Data is an increasing point of discussion for the potential it can have to benefit a wide variety of industries, from agricultural to automotive, manufacturing and beyond. It can also become practical for the average homeowner, family, or renter through Internet of Things (IoT) technology that’s giving them control of and information about their property that they can use to their advantage.
This can be done by starting simply with a smart home system, which can comprise several devices: door/window sensors, smart light bulbs, smart thermostat, or water, temperature, and motion sensors. Depending on the manufacturer, a hub may be required, and users may also opt for a smart assistant like Google Home or Amazon Alexa for voice control. Commonly, these systems start small with 2 to 5 devices, and can grow to suit the home to benefit users in a few ways. In a survey, PC Mag found that the top four smart home device purchase reasons were for convenience, energy efficiency, home security, and cost effectiveness.
Many homeowners get their first taste of a smart home from a voice assistant as a fun and easy way to play music, get information about the weather and other fun facts, plus benefit from a bunch of cool experiences, even ordering Pizza Hut from a command. Aside from the novelty it can provide, a smart home system of smart light bulbs, sensors, and a thermostat can make managing a home more convenient. Remote, in-app, or voice control of key devices like lights, locks, and thermostats enables management from the office, on the road, or on the way home. With a system in place, parents can get notifications to see when kids open the door as they arrive home from school, making sure it gets closed, or check that the garage door is shut at night before they go to bed. Automated lighting schedules can also brighten the house as the sun goes down, so families don’t come home to a dark house.
According to recent data from Parks Associates, cost savings is a key driver for smart home device adoption: “The prospect of saving money, either through reduced household bills or a discount on insurance premiums, raises the interest in smart home devices among 60 percent of the U.S. broadband households that do not own and do not intend to purchase a smart home device.” In line with the schedules set to coincide with their lifestyle, a smart thermostat can automate the HVAC system to save energy by keeping it low during the day while the house is empty, and kicking it up ahead of the family arriving home at night. Over time, they can see whether their automation schedule is saving them money, and adjust it to do so depending on the season. Smart lights can also help to reduce energy usage in a similar way; homeowners can set a schedule to keep lights off based on their schedule or how natural light moves through the house. They could also coordinate it with a motion sensor to activate only when someone enters the room.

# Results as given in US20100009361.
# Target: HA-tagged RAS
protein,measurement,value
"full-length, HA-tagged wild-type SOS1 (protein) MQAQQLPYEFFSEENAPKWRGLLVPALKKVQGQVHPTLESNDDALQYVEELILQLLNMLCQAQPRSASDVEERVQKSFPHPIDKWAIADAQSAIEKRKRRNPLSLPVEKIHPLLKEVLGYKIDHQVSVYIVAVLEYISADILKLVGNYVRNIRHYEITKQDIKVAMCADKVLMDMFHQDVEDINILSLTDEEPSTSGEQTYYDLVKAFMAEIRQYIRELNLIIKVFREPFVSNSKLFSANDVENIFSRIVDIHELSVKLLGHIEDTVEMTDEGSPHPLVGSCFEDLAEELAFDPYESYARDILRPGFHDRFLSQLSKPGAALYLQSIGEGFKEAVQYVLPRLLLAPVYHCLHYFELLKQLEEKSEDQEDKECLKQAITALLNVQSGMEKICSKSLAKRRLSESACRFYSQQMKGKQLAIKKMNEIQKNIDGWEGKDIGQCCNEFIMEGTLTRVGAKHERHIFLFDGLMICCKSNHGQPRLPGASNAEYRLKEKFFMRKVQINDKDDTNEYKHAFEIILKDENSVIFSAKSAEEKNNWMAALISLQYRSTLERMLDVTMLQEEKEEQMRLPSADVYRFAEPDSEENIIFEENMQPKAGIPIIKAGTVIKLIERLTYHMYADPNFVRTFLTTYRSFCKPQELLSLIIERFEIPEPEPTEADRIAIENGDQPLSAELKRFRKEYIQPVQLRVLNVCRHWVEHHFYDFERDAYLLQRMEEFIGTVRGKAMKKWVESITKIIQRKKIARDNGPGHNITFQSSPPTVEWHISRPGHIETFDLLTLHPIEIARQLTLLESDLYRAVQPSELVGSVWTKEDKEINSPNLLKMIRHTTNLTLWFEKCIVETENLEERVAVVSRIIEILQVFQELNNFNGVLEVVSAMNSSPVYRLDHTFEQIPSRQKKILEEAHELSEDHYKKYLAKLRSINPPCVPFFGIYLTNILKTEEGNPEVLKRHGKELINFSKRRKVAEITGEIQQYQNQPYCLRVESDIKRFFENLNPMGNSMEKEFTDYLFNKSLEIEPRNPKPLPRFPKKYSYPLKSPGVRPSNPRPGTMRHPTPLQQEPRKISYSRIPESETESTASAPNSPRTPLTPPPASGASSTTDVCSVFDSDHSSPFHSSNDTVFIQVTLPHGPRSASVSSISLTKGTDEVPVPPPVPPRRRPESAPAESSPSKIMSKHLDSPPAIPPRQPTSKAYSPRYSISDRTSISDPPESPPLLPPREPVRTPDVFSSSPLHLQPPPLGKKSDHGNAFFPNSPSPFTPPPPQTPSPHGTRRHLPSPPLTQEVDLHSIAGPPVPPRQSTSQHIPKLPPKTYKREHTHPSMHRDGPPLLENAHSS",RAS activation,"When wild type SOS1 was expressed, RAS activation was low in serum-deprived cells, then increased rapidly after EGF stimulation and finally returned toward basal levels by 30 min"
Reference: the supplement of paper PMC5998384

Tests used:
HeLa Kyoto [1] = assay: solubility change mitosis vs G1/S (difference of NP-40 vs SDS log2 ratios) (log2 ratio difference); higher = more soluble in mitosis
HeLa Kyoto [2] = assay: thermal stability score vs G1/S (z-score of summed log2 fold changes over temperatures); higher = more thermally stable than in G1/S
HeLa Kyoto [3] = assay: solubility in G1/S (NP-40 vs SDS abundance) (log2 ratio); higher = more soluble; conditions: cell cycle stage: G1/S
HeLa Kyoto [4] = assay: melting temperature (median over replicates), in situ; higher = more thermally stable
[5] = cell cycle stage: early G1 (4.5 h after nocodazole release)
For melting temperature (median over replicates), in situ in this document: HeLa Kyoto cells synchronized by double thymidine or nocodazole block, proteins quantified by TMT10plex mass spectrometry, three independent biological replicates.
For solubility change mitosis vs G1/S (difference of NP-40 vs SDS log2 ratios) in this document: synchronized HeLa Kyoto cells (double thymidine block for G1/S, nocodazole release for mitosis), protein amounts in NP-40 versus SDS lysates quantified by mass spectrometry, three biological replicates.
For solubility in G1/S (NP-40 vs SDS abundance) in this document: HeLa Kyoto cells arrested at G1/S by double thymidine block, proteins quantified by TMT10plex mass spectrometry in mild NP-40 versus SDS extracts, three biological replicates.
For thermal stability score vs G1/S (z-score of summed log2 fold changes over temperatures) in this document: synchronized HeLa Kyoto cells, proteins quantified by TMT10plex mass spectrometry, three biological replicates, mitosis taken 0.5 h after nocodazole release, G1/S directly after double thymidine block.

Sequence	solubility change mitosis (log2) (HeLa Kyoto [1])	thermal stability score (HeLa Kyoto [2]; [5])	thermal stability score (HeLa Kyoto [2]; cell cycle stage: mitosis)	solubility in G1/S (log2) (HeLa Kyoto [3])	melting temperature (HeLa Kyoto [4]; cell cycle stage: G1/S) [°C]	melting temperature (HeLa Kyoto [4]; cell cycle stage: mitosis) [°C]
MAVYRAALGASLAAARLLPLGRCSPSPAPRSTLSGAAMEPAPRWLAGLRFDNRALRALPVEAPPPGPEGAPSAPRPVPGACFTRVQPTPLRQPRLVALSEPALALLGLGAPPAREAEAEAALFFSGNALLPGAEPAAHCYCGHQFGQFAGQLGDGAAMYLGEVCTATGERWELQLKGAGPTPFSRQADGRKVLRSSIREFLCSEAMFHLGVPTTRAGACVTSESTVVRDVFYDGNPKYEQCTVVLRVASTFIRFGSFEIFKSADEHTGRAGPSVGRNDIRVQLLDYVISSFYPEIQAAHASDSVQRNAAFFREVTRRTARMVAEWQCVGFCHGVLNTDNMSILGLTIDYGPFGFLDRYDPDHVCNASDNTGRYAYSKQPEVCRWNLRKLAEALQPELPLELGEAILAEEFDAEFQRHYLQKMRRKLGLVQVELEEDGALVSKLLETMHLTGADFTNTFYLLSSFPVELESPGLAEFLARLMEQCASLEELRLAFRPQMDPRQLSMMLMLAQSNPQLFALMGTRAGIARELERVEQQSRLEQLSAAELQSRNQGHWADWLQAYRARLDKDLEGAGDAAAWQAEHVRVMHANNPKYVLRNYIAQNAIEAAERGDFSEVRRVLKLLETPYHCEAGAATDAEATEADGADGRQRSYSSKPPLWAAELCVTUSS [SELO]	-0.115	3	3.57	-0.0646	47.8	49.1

Property Protection and Insurance Savings
Smart home devices can also help secure the property while the family is away. Sensors can provide live updates about the conditions of their home, whether a door or window opens, when a room gets too hot or too cold, or when water is detected in the basement. This data can be actionable for users, providing peace of mind as they know their house is safe, or the opportunity to step in to check out potential security issues or home damage. While on vacation, unusual activity can be monitored, so if a window opens a friend or family member could go to scope it out, or check in when water is detected under the kitchen sink. The sensors that provide data about conditions like water presence or temperature conditions of the property allow the family to intervene, using a smart thermostat to adjust the temperature before a room gets too cold (risking pipes bursting) or inspecting a potential water leak sooner rather than later when greater damage has happened.
Data from smart home devices can facilitate proactive home management which can, in turn, reduce common reasons for damage and claims for water damage or even fire. When water is detected in the basement or under the sink, user intervention can stop a leak before it spreads or further damages the home, preventing aggravation and the costs of a claim. Insurers are beginning to recognize these benefits and starting to offer programs to support those using data from smart home devices to manage and protect their property.